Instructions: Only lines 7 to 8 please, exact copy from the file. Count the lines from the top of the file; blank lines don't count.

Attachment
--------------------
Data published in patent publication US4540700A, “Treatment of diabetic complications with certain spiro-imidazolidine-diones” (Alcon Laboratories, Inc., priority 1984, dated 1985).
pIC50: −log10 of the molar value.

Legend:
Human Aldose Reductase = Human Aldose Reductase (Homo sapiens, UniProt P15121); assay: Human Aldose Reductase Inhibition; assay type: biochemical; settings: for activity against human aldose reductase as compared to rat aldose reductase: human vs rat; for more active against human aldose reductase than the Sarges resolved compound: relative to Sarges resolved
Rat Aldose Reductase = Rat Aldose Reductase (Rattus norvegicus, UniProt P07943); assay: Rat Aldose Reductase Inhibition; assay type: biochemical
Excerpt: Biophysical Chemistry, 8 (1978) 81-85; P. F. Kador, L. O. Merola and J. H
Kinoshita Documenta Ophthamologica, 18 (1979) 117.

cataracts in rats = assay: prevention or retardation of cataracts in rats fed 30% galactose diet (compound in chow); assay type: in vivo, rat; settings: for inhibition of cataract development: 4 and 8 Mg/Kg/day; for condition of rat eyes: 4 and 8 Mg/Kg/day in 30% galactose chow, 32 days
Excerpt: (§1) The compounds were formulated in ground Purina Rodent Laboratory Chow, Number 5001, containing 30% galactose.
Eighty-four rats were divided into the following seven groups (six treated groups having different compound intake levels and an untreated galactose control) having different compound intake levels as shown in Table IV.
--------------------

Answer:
Kinoshita Documenta Ophthamologica, 18 (1979) 117.

cataracts in rats = assay: prevention or retardation of cataracts in rats fed 30% galactose diet (compound in chow); assay type: in vivo, rat; settings: for inhibition of cataract development: 4 and 8 Mg/Kg/day; for condition of rat eyes: 4 and 8 Mg/Kg/day in 30% galactose chow, 32 days